While many of the big developers in the FPS genre were adding wall jumps and jet packs and then claiming to be revolutionising the First Person Shooter genre, Screencheat was actually creating something entirely unique. Harking back to the “good ol’ days” when a “multiplayer game” meant having to be in the same room as one another, Screencheat takes its inspiration from those cheating punks who would watch the other panels of a split screen to get an unfair advantage. Turning the idea on its head, Screencheat actually requires people to watch each other’s screens (even when playing online or offline against AI) because – here’s the kicker – everyone is invisible. The only way to see where every other player is is by screen cheating. Ingenious. Rossko and I had a tonne of fun playing this when it first released and I feel it definitely deserves far more love that it gets.
When we talk about recent examples of games with really impressive environmental storytelling, the same few names get thrown up – Fallout 4, The Division, Uncharted 4 etc. But a game that doesn’t get anywhere near enough recognition in this area is Mad Max. The creepy church buried beneath sand dunes, the crumbling lighthouse and the reclaimed oil platforms are stand out moments that are all well designed and are full of those “Huh, something bad happened here” moments. The Mad Max game seemed to release to very little fanfare and has since been resigned to the bargain basket but I’ve yet to meet a single person who has played it who wasn’t pleasantly surprised by it. Looking for a massive, sprawling open world game with decent car combat mechanics and a bizarre plot line that could only belong in a Mad max game? Give this a chance.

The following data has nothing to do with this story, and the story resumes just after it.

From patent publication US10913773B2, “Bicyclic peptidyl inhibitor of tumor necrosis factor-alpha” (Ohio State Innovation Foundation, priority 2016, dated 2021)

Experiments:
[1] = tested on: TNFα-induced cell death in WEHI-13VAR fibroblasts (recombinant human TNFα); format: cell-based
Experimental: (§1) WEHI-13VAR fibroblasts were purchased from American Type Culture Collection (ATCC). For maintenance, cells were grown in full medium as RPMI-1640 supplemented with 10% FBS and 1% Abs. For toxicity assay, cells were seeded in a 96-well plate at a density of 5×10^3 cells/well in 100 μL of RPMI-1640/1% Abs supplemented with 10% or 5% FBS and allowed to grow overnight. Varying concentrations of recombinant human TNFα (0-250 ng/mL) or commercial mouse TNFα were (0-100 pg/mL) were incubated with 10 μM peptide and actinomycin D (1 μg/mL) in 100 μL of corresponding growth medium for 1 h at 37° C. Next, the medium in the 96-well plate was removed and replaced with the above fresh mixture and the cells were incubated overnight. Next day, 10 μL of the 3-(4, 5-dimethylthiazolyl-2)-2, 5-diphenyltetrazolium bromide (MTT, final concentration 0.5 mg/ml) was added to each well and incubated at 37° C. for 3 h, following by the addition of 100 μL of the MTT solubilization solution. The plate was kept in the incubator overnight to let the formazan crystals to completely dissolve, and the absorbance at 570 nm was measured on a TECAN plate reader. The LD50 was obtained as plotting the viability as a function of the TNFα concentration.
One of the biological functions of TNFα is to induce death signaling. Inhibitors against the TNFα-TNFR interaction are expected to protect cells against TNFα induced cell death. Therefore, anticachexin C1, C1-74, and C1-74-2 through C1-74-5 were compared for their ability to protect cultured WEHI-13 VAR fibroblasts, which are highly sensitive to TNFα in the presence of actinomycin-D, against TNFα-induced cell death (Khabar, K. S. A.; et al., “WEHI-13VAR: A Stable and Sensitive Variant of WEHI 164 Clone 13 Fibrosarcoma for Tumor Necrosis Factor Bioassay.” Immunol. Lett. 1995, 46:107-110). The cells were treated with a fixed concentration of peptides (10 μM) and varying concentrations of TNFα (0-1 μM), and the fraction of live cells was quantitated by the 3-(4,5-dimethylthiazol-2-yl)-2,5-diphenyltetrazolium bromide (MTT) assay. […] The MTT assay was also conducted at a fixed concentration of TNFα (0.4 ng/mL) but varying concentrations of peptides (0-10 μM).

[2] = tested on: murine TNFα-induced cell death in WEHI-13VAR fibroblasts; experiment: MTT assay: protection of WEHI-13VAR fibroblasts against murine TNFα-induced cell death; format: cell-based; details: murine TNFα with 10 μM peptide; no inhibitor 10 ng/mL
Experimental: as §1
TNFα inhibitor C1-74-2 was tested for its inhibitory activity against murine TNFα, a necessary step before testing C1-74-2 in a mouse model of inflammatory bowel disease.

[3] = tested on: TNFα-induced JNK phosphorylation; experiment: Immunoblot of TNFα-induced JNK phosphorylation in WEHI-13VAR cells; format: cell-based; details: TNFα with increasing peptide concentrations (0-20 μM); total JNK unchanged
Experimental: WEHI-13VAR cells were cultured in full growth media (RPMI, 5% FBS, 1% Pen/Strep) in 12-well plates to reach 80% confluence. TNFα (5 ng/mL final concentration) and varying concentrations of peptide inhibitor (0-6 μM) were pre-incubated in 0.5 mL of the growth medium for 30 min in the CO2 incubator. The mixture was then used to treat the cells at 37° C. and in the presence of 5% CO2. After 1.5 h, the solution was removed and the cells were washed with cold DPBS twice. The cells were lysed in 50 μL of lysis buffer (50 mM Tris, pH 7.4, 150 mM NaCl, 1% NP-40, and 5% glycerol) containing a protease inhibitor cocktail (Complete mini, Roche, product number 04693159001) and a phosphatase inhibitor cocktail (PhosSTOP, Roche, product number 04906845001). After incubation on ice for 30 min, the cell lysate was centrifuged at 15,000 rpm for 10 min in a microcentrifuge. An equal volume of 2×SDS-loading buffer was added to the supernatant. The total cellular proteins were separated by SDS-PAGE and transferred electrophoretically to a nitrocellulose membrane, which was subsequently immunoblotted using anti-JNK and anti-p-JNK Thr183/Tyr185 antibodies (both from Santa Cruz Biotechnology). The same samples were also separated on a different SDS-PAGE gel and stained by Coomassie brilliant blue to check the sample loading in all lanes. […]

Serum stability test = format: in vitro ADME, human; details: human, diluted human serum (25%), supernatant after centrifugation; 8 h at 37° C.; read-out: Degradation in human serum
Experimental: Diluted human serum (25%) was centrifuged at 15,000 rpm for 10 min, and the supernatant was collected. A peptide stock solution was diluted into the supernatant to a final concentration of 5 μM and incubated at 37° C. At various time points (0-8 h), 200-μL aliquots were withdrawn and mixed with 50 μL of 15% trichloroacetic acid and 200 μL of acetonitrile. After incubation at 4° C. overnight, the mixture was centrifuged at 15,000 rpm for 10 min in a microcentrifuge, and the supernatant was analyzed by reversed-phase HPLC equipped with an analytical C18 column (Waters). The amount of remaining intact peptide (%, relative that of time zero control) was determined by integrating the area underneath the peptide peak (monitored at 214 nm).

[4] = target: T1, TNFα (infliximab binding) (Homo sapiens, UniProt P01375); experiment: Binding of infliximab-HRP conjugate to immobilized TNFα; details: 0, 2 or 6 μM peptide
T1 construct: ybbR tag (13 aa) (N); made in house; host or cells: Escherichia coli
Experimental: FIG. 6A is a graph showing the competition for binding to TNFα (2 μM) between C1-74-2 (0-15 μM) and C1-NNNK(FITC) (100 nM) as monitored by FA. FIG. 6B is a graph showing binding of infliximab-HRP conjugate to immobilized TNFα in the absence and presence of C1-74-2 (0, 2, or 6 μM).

The past few years have seen the resurgence of a number of genres from the 80’s and 90’s. 3D platformers are getting a lot more love these days and point and click adventures are somewhat popular again. The isometric adventure game, however, is still mostly lost to the 1980’s – Except for Lumo, that is. Lumo is a modern day take on the classic isometric graphic games of the ZX Spectrum. Think Knight Lore meets Head over Heels built with some modern day sensibilities and you’ve on the right track. It’s a love letter to everything the genre did right way back then, shedding some of the annoyances and niggles of isometric games along the way. Lumo was one of my favourite games of 2016 and, if you remember the good old days of Zaxxon and Ant Attack, it’s a fantastic rose-tinted stroll down memory lane.
Wales Interactive’s Soul Axiom is a bit of a Marmite game as in, “You’ll either love it or hate it”. When it released, it received polarising reviews ranging from a 25/100 from Destuctoid to the 8’s from Hooked Gamers & MondoXbox. Having recently played through it, I can firmly say I’m in the latter camp – I loved it. Combining a plethora of different art styles with Tron-esque visuals and some pretty interesting puzzles, Soul Axiom does a lot right. It tells a unique story of an unnamed protagonist traversing the virtual afterlife, unlocking memories as they go. It’s a game full of symbolism and if you look beneath the surface, it asks some pretty interesting questions about morality and spiritualism.
When I reviewed ADR1FT back in July 2016, when it finally released on PS4, I finished my first play through and dove straight back in to play it again. It’s a game that has stuck with me over the past year but it’s a game I think flew under the radar of many who would enjoy it, given the chance. Maybe it’s because people were still hoping for the PSVR version to arrive or maybe it’s because there were a myriad of space titles floating around at the time – I don’t know. But what I do know is that whenever I mention ADR1FT to people, the response is almost always “Oh yeah, I have to go back and play that“. And you should. Aside from the stunning visual reads (a technical term I’m told is used for the reveal of a landscape) and a fantastic soundtrack, it has a plot full of symbolism that represents the loneliness and regret felt by designer Adam Orth after the infamous “Deal With it” event. It’s a plot that’s full of the pain left after a terrible mistake and the effect that has on others that’s really emotive.
Have you played a fantastic game that you think deserves more love? Head to the comments section and let us know about it.